Division of Literatures, Cultures, and Languages

Stanford University

October 26th and 27th, 2012

From philosophical musings on city-states to literature set in modern day ghettos, the idea of the city and one's place within it has always held a fascination. The relationship of individuals and communities to the "wilderness" - be it desert, forest, or jungle - is often described as the site of the abandoned origins and the outermost limits of urban civilization. This conference seeks to look more closely at individuals and cultures within these structures, as well as cultural mediation within and between the city and the jungle. Some of the questions we seek to answer are: How do humans, as both animals and philosophical beings, culturally navigate the urban jungle - as pioneers, flâneurs, naturalists, cyborgs? How do we understand mobility and movement within the urban jungle, be it physical, literary, cinematic, or theoretical?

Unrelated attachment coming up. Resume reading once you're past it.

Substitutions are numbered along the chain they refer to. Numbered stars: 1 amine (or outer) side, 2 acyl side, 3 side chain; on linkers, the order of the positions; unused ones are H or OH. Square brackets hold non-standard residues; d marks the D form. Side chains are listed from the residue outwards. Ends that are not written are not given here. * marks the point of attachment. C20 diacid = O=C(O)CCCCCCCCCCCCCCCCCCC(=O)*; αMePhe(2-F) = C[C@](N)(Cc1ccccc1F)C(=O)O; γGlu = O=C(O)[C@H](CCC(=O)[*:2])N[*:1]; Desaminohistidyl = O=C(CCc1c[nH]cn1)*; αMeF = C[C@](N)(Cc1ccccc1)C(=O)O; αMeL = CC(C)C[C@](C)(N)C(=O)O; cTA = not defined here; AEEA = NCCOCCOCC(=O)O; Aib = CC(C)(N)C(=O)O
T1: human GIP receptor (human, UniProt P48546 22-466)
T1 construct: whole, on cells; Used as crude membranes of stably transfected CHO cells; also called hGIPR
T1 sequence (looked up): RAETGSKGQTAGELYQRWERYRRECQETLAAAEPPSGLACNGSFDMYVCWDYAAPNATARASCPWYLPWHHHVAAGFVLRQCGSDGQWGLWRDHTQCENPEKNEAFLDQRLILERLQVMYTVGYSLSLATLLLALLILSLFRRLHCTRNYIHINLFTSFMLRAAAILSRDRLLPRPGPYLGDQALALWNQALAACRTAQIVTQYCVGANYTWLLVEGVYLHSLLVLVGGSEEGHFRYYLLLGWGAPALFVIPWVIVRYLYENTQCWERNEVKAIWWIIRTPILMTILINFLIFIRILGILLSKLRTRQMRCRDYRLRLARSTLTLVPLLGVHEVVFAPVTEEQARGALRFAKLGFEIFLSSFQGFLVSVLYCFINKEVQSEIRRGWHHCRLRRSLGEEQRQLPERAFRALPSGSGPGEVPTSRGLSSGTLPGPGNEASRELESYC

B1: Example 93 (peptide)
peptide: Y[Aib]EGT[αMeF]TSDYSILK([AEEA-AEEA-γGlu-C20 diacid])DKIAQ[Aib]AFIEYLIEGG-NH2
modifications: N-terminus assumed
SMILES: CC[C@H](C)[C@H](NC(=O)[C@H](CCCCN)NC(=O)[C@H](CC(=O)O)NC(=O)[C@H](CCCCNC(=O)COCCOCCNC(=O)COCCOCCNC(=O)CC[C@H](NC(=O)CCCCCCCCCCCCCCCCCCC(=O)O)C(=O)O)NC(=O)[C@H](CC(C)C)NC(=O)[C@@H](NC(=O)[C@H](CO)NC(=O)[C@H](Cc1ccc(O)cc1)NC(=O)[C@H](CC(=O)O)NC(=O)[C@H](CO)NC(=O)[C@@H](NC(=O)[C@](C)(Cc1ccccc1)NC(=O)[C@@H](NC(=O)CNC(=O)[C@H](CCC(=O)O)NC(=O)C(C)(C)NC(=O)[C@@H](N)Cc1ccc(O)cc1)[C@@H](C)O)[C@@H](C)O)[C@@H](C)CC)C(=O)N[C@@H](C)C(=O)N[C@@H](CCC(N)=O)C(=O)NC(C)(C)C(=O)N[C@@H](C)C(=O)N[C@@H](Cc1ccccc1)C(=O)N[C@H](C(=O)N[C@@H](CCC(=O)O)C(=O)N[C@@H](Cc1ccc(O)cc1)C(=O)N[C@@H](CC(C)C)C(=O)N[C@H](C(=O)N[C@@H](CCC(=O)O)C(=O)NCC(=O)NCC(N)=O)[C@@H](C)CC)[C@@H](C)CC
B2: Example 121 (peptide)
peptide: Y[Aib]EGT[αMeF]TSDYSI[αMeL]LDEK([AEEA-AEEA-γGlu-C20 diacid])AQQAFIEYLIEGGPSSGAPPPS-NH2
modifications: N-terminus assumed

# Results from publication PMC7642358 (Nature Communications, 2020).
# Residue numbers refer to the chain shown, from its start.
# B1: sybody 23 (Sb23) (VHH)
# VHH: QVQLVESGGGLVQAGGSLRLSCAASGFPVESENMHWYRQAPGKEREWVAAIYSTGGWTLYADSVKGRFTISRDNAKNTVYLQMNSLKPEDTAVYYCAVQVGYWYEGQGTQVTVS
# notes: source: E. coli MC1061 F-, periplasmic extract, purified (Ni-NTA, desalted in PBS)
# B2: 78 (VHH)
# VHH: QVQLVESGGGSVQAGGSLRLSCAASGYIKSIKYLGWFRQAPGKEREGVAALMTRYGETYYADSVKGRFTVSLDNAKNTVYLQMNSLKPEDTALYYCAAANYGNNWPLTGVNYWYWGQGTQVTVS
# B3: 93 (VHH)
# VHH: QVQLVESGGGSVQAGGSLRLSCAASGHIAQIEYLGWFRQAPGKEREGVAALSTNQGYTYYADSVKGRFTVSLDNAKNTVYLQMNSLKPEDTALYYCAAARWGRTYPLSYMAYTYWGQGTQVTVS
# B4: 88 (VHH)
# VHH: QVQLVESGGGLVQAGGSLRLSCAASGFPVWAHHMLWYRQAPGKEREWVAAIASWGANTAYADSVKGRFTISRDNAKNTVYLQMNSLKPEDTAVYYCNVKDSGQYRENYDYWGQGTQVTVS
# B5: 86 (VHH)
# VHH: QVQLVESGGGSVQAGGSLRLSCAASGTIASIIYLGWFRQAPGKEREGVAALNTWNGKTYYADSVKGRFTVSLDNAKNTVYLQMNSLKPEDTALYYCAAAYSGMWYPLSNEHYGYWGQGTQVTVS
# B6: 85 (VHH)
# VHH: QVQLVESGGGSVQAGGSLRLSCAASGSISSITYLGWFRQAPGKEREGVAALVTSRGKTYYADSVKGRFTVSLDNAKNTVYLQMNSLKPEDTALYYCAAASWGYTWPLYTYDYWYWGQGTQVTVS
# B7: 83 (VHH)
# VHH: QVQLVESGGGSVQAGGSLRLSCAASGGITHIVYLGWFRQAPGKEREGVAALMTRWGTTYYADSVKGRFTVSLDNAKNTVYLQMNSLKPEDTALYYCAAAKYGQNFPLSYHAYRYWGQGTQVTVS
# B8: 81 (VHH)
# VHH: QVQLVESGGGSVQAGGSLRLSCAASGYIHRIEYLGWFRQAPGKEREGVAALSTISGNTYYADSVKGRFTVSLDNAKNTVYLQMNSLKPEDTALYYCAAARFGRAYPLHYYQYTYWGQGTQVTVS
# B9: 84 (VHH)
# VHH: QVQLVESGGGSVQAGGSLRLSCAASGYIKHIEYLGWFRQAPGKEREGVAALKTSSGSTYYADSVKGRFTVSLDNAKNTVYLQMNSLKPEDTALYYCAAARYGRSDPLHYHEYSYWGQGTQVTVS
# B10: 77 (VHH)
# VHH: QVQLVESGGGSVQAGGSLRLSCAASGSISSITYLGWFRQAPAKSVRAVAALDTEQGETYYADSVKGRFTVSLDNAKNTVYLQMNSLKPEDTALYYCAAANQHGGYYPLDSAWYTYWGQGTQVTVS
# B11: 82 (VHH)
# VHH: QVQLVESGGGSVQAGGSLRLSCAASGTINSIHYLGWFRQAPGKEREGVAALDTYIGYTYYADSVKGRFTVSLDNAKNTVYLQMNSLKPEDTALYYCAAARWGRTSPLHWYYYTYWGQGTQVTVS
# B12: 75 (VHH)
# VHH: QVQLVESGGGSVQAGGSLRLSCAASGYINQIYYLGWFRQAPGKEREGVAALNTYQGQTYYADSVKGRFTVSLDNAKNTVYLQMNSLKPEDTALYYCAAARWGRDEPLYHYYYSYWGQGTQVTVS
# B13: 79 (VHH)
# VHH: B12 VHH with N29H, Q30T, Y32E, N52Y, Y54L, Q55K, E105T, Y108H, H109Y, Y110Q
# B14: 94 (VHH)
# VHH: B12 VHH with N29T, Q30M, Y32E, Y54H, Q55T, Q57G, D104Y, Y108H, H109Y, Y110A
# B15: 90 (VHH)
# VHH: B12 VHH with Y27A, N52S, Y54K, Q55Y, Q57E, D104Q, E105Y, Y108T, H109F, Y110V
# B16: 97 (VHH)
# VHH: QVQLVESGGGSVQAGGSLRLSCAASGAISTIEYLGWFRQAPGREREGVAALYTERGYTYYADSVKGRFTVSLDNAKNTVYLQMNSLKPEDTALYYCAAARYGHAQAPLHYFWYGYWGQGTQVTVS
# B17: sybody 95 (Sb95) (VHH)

We invite readings of cultural objects that emerge from these environments, or mediate between "the urban" and "the jungle." We seek presentations that explore the representation of urban/jungles through multiple forms of media (i.e. literature, film, the visual arts, television, and theater) and through a variety of approaches (literary or cultural studies, historiography, sociology, ethnology, philosophy, and anthropology).

We encourage scholars working in all time periods to consider the existence of the urban jungle in all epochs, from the pre-modern divide between wilderness and city-state in the Epic of Gilgamesh to the jungle of 16th-century Paris to the implications of current urban "Occupy" movements.

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Please email submissions to
by July 2nd, 2012